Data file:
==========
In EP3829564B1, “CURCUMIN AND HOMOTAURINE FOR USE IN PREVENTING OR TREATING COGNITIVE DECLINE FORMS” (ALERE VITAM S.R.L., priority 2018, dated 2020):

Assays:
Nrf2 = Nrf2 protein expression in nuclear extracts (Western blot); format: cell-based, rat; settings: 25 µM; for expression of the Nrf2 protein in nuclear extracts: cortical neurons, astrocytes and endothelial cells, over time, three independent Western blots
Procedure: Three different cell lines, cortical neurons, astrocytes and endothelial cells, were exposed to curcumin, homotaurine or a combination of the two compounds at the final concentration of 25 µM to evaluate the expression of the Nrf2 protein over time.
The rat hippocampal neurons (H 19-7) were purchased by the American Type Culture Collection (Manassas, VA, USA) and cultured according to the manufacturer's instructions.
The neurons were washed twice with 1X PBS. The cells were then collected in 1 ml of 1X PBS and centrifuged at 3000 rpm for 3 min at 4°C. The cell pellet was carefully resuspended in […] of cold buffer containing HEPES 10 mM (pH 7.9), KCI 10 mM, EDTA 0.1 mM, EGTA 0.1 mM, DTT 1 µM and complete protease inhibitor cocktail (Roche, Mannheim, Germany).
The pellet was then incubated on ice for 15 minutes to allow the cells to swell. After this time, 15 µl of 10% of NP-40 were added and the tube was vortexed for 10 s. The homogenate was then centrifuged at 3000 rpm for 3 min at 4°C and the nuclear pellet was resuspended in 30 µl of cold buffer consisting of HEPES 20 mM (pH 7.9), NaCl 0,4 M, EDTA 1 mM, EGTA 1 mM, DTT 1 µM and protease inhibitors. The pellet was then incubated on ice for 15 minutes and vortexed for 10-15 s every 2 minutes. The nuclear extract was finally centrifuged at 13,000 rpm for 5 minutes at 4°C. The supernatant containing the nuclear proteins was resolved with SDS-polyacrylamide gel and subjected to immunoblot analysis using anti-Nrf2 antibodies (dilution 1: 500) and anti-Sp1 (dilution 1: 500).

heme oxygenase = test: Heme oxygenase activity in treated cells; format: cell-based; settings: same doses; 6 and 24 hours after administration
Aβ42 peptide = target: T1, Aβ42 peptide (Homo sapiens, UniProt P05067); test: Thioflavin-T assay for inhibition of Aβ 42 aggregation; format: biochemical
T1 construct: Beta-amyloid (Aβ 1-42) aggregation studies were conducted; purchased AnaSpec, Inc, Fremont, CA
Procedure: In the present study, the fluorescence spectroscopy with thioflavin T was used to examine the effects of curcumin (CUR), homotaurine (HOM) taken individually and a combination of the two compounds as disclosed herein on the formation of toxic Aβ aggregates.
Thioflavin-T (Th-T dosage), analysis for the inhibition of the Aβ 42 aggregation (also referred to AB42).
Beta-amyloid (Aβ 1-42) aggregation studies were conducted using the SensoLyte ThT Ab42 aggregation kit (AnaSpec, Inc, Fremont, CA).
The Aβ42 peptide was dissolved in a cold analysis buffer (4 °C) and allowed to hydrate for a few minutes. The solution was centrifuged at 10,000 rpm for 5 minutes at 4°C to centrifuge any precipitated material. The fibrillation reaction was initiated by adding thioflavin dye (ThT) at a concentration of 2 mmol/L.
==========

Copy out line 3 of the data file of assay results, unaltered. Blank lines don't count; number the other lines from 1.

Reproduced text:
Nrf2 = Nrf2 protein expression in nuclear extracts (Western blot); format: cell-based, rat; settings: 25 µM; for expression of the Nrf2 protein in nuclear extracts: cortical neurons, astrocytes and endothelial cells, over time, three independent Western blots